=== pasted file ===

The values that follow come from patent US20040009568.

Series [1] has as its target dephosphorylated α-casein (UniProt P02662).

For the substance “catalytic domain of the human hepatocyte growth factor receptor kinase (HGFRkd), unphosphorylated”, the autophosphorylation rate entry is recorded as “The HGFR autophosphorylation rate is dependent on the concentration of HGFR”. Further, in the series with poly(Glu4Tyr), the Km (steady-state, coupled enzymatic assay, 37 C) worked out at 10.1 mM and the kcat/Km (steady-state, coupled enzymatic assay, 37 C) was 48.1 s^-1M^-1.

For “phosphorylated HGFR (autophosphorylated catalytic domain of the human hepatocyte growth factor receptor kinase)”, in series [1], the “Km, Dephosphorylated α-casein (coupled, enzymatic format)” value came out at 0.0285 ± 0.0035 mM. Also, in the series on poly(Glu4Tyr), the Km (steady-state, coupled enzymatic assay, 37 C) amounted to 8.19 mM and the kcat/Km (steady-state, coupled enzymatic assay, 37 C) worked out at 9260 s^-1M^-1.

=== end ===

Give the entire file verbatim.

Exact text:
The values that follow come from patent US20040009568.

Series [1] has as its target dephosphorylated α-casein (UniProt P02662).

For the substance “catalytic domain of the human hepatocyte growth factor receptor kinase (HGFRkd), unphosphorylated”, the autophosphorylation rate entry is recorded as “The HGFR autophosphorylation rate is dependent on the concentration of HGFR”. Further, in the series with poly(Glu4Tyr), the Km (steady-state, coupled enzymatic assay, 37 C) worked out at 10.1 mM and the kcat/Km (steady-state, coupled enzymatic assay, 37 C) was 48.1 s^-1M^-1.

For “phosphorylated HGFR (autophosphorylated catalytic domain of the human hepatocyte growth factor receptor kinase)”, in series [1], the “Km, Dephosphorylated α-casein (coupled, enzymatic format)” value came out at 0.0285 ± 0.0035 mM. Also, in the series on poly(Glu4Tyr), the Km (steady-state, coupled enzymatic assay, 37 C) amounted to 8.19 mM and the kcat/Km (steady-state, coupled enzymatic assay, 37 C) worked out at 9260 s^-1M^-1.